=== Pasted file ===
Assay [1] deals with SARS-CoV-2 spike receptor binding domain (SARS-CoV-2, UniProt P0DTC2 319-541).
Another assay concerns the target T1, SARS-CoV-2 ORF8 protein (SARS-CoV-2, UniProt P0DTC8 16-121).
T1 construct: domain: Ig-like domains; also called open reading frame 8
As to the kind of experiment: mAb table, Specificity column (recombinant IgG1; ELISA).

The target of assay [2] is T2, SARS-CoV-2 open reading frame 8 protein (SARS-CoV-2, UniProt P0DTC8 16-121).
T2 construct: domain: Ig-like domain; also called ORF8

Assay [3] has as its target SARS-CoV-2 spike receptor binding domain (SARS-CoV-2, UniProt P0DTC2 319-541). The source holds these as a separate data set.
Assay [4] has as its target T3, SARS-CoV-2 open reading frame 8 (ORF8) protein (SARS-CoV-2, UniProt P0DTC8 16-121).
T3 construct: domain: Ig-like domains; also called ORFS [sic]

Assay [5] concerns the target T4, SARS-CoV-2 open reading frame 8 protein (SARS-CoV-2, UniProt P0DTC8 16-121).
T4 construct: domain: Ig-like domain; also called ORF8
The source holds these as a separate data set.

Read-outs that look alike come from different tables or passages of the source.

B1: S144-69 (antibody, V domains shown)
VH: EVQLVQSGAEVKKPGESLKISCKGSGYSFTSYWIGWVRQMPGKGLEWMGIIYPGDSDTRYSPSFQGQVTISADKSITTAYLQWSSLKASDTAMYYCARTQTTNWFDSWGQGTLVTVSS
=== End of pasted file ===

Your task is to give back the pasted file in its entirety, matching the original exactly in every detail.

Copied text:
Assay [1] deals with SARS-CoV-2 spike receptor binding domain (SARS-CoV-2, UniProt P0DTC2 319-541).
Another assay concerns the target T1, SARS-CoV-2 ORF8 protein (SARS-CoV-2, UniProt P0DTC8 16-121).
T1 construct: domain: Ig-like domains; also called open reading frame 8
As to the kind of experiment: mAb table, Specificity column (recombinant IgG1; ELISA).

The target of assay [2] is T2, SARS-CoV-2 open reading frame 8 protein (SARS-CoV-2, UniProt P0DTC8 16-121).
T2 construct: domain: Ig-like domain; also called ORF8

Assay [3] has as its target SARS-CoV-2 spike receptor binding domain (SARS-CoV-2, UniProt P0DTC2 319-541). The source holds these as a separate data set.
Assay [4] has as its target T3, SARS-CoV-2 open reading frame 8 (ORF8) protein (SARS-CoV-2, UniProt P0DTC8 16-121).
T3 construct: domain: Ig-like domains; also called ORFS [sic]

Assay [5] concerns the target T4, SARS-CoV-2 open reading frame 8 protein (SARS-CoV-2, UniProt P0DTC8 16-121).
T4 construct: domain: Ig-like domain; also called ORF8
The source holds these as a separate data set.

Read-outs that look alike come from different tables or passages of the source.

B1: S144-69 (antibody, V domains shown)
VH: EVQLVQSGAEVKKPGESLKISCKGSGYSFTSYWIGWVRQMPGKGLEWMGIIYPGDSDTRYSPSFQGQVTISADKSITTAYLQWSSLKASDTAMYYCARTQTTNWFDSWGQGTLVTVSS